JUser: :_load: Unable to load user with ID: 6298

5000 walks later, Pa calls it a day...

Friday May 11, 2018 Written by Published in Local
Pa Teuruaa thanked the gathered crowd for honouring him with a commemorative plaque at the start of Rarotonga’s cross-island trek yesterday. 18051011 Pa Teuruaa thanked the gathered crowd for honouring him with a commemorative plaque at the start of Rarotonga’s cross-island trek yesterday. 18051011

A crowd of around 40 walkers and well-wishers gathered together at the starting point of the Rarotonga cross-island trek yesterday morning to celebrate and commemorate the work of one of the Cook Islands’ most well-known sons, Pa Teuruaa.


After 33 years in business guiding visitors over the mountains of Rarotonga, and many more years spent walking the track before that, the “Son of Polynesia” embarked on what would be his 5000th and final trek, before officially handing over the reins to his successor, nephew Bruce Goldsworthy.

Those present to honour Pa included finance minister Mark Brown, who was also one of two dozen walkers joining the hike, Cook Islands Natural Heritage Trust director Gerald McCormack, and local businessmen Sam Crocombe and Don Carlaw, both longtime friends of Pa.

MC Metua Vaiimene of Cook Islands Tourism invited Pa up in front of the crowd to unveil a specially-made plaque “commemorating 33 years of eco-tourism excellence”.

“Good to hear that you’re not actually going anywhere Pa, because we need you around,” he added.

“My heart is broken today,” said Pa in reply. “But it’s healing.

“I’d like to thank you all for honouring this happening this morning.”

The super-fit septuagenarian kept his remarks brief, thanking the landowners for allowing the placement of the commemorative plaque and stone, and also singling out close friend and relation Sam Crocombe for special praise.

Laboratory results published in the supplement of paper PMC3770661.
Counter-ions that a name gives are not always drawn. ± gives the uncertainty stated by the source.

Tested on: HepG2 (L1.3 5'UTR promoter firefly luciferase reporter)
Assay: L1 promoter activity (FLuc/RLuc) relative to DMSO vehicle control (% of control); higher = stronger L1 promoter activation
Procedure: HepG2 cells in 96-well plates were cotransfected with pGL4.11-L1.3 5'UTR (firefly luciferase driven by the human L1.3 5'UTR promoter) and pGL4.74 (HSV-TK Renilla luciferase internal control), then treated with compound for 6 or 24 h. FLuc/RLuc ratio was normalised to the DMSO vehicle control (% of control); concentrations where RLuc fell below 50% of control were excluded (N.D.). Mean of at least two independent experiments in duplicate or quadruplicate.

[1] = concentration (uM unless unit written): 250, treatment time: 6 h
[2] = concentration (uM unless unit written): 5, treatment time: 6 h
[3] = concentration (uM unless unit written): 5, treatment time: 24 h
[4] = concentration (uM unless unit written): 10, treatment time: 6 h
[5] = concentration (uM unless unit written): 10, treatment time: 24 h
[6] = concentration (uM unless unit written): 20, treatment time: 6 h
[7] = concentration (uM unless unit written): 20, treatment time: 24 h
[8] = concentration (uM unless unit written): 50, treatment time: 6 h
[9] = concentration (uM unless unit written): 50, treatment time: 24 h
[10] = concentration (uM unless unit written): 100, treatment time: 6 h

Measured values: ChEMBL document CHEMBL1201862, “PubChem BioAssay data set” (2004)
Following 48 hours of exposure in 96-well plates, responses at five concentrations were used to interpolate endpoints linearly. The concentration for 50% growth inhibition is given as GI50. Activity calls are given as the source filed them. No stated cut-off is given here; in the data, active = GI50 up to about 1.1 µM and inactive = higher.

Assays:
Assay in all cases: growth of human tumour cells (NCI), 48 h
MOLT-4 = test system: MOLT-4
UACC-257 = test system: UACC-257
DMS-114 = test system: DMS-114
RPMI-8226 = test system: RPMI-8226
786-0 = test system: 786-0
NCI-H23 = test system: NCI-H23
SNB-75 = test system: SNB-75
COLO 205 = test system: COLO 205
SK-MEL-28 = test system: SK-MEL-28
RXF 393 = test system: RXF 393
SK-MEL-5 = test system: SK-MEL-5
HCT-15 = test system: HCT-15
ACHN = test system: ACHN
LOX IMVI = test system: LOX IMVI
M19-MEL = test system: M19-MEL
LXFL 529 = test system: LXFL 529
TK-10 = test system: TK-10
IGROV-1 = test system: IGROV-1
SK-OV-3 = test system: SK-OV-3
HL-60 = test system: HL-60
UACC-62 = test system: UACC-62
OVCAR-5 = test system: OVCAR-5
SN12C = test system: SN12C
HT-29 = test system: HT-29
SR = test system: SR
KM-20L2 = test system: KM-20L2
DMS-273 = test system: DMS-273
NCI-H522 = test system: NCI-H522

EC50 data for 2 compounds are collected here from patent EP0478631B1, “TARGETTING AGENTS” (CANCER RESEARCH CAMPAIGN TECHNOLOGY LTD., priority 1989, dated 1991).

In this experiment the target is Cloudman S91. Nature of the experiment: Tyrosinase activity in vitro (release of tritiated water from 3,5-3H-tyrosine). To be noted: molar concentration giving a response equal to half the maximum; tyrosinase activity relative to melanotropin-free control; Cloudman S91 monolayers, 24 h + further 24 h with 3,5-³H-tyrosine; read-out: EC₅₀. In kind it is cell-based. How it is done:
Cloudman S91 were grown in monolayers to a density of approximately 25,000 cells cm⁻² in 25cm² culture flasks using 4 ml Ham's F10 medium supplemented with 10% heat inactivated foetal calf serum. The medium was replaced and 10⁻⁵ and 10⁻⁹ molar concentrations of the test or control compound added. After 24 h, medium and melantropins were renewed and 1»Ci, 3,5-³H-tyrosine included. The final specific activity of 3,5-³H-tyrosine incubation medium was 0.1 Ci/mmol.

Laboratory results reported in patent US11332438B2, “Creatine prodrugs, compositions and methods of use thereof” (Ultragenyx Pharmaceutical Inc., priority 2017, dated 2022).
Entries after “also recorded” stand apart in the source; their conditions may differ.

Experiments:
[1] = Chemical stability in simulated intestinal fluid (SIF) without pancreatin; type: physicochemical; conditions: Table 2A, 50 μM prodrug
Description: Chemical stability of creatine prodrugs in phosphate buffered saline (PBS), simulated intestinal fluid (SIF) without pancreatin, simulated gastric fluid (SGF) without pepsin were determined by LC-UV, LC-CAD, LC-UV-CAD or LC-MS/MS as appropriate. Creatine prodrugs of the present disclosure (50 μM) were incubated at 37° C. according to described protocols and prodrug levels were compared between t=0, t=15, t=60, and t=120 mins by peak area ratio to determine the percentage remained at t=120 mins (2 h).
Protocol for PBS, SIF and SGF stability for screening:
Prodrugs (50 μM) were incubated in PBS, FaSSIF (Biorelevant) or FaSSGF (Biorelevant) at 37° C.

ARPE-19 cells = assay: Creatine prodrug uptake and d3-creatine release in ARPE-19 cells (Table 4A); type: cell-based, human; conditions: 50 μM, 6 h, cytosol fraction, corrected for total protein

“I can’t say more – time for action! Thank you everybody.”

Bruce Goldsworthy said taking over from Pa left him with “big shoes to fill”.

“He’s left behind a legacy which is still going,” said Goldsworthy. “I never knew much about hiking, about our native plant life, our history. In the last three or four years I’ve been guiding with Pa, I’ve learnt so much. About myself, my family, and the island: the true island that we live on.

“And I’m continuing to learn. It’s just a great honour to be here, continuing Pa’s legacy.

Gerald McCormack also acknowledged Pa’s legacy, giving him credit for making the Rarotonga cross-island trek “one of the most famous walks in the South Pacific”.

“But there’s more to this walk than just Pa’s fame, and the walk,” added McCormack. “This walk is the best nature walk in the South Pacific.

“This forest here is the most pristine forest that I have ever seen, and I’ve worked on ships as a guide all the way from Easter Island to Fiji.

I’ve been to more than 80 islands and this is the best nature walk in the South Pacific,” he said.

Taking a break from the campaign trail for a trail of a quite different kind, Brown told CINews that attending the morning presentation gave him “a good excuse to actually do the walk for the first time in a long time”.

“It’s been a while. In fact, probably the last time I did the walk, I was still at school. But it being Pa’s last walk – he’s a good friend, and I thought I’d make the effort to not just come to this event, but also join him on the walk across the island.”

Leave a comment